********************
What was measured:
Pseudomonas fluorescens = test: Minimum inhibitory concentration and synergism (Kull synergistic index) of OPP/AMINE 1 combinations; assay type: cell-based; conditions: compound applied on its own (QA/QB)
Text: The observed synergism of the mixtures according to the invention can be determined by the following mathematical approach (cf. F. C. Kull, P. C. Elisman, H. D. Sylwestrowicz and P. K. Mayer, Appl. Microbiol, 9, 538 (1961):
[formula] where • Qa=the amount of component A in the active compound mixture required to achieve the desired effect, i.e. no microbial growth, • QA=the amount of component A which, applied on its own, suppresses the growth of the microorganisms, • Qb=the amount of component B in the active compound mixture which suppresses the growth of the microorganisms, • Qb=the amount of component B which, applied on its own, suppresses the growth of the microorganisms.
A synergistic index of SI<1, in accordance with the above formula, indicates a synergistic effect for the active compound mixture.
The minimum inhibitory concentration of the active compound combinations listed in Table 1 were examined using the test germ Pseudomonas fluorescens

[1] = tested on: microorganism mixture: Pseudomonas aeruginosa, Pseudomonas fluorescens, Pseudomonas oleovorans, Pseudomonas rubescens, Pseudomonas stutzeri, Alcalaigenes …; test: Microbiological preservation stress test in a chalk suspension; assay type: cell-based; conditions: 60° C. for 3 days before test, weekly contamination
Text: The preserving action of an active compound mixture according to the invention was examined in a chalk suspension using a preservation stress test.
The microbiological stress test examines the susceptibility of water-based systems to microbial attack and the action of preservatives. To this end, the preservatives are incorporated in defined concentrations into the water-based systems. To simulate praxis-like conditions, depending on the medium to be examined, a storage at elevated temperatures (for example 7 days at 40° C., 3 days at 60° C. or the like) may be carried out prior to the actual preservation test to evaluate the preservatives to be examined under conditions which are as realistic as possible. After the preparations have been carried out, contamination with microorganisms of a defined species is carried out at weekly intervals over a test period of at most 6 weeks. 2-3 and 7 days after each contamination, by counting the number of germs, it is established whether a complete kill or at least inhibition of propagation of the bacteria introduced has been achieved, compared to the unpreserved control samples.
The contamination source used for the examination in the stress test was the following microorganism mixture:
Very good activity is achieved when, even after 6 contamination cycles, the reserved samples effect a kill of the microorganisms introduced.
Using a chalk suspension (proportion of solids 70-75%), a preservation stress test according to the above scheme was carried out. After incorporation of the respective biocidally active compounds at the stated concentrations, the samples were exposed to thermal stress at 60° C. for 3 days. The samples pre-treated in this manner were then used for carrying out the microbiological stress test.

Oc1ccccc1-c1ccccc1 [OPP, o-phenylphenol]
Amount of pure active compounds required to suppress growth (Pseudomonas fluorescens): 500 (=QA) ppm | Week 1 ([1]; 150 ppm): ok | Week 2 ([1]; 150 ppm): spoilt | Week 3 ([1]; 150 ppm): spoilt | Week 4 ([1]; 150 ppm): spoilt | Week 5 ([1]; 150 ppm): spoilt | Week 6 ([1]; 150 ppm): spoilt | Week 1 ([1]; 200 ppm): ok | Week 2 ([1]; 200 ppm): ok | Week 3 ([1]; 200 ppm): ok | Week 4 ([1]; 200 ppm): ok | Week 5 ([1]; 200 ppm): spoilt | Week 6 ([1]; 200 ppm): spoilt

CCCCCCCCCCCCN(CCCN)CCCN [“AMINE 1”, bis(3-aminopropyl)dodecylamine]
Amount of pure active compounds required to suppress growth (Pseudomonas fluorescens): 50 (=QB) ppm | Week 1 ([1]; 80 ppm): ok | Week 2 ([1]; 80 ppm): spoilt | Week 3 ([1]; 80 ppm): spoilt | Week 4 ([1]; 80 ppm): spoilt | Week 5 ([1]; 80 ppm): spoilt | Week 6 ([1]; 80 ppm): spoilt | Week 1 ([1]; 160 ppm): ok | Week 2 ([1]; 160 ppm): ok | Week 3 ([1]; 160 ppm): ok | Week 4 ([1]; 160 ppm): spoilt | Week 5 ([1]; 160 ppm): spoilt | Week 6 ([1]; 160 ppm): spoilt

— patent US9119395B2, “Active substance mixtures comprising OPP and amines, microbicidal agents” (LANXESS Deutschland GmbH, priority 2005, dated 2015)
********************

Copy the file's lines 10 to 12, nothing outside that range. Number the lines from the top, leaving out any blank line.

The contamination source used for the examination in the stress test was the following microorganism mixture:
Very good activity is achieved when, even after 6 contamination cycles, the reserved samples effect a kill of the microorganisms introduced.
Using a chalk suspension (proportion of solids 70-75%), a preservation stress test according to the above scheme was carried out. After incorporation of the respective biocidally active compounds at the stated concentrations, the samples were exposed to thermal stress at 60° C. for 3 days. The samples pre-treated in this manner were then used for carrying out the microbiological stress test.